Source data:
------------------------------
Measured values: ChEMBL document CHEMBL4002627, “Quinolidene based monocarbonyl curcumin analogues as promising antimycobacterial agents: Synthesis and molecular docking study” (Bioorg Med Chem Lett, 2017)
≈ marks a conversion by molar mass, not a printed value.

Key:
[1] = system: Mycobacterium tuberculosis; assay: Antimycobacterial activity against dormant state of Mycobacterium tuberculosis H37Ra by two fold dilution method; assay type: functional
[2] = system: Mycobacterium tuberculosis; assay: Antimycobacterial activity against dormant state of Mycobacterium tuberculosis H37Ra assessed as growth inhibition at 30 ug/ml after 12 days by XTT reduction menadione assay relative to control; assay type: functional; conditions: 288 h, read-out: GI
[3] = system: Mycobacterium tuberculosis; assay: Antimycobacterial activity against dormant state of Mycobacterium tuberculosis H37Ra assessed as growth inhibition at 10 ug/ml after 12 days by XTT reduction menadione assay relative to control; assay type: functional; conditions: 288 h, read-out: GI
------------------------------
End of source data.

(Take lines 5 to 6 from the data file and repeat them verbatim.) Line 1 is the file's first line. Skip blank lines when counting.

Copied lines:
[2] = system: Mycobacterium tuberculosis; assay: Antimycobacterial activity against dormant state of Mycobacterium tuberculosis H37Ra assessed as growth inhibition at 30 ug/ml after 12 days by XTT reduction menadione assay relative to control; assay type: functional; conditions: 288 h, read-out: GI
[3] = system: Mycobacterium tuberculosis; assay: Antimycobacterial activity against dormant state of Mycobacterium tuberculosis H37Ra assessed as growth inhibition at 10 ug/ml after 12 days by XTT reduction menadione assay relative to control; assay type: functional; conditions: 288 h, read-out: GI